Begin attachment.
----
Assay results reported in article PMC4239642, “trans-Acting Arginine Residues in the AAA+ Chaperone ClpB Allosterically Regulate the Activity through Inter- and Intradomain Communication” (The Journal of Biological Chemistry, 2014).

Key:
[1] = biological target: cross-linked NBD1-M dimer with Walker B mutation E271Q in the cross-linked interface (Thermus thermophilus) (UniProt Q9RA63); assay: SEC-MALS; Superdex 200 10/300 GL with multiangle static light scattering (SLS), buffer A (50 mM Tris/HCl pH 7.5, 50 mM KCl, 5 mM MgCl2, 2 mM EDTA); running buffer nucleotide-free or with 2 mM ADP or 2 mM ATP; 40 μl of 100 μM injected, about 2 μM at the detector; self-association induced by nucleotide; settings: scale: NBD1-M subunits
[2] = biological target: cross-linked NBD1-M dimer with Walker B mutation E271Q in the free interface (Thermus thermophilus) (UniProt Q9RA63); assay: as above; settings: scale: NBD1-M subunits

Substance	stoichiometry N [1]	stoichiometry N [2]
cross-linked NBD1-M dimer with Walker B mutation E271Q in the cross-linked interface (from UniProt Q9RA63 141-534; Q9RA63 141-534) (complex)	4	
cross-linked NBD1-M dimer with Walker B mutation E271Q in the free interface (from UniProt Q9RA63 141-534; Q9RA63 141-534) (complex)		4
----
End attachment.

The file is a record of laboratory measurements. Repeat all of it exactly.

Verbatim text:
Assay results reported in article PMC4239642, “trans-Acting Arginine Residues in the AAA+ Chaperone ClpB Allosterically Regulate the Activity through Inter- and Intradomain Communication” (The Journal of Biological Chemistry, 2014).

Key:
[1] = biological target: cross-linked NBD1-M dimer with Walker B mutation E271Q in the cross-linked interface (Thermus thermophilus) (UniProt Q9RA63); assay: SEC-MALS; Superdex 200 10/300 GL with multiangle static light scattering (SLS), buffer A (50 mM Tris/HCl pH 7.5, 50 mM KCl, 5 mM MgCl2, 2 mM EDTA); running buffer nucleotide-free or with 2 mM ADP or 2 mM ATP; 40 μl of 100 μM injected, about 2 μM at the detector; self-association induced by nucleotide; settings: scale: NBD1-M subunits
[2] = biological target: cross-linked NBD1-M dimer with Walker B mutation E271Q in the free interface (Thermus thermophilus) (UniProt Q9RA63); assay: as above; settings: scale: NBD1-M subunits

Substance	stoichiometry N [1]	stoichiometry N [2]
cross-linked NBD1-M dimer with Walker B mutation E271Q in the cross-linked interface (from UniProt Q9RA63 141-534; Q9RA63 141-534) (complex)	4	
cross-linked NBD1-M dimer with Walker B mutation E271Q in the free interface (from UniProt Q9RA63 141-534; Q9RA63 141-534) (complex)		4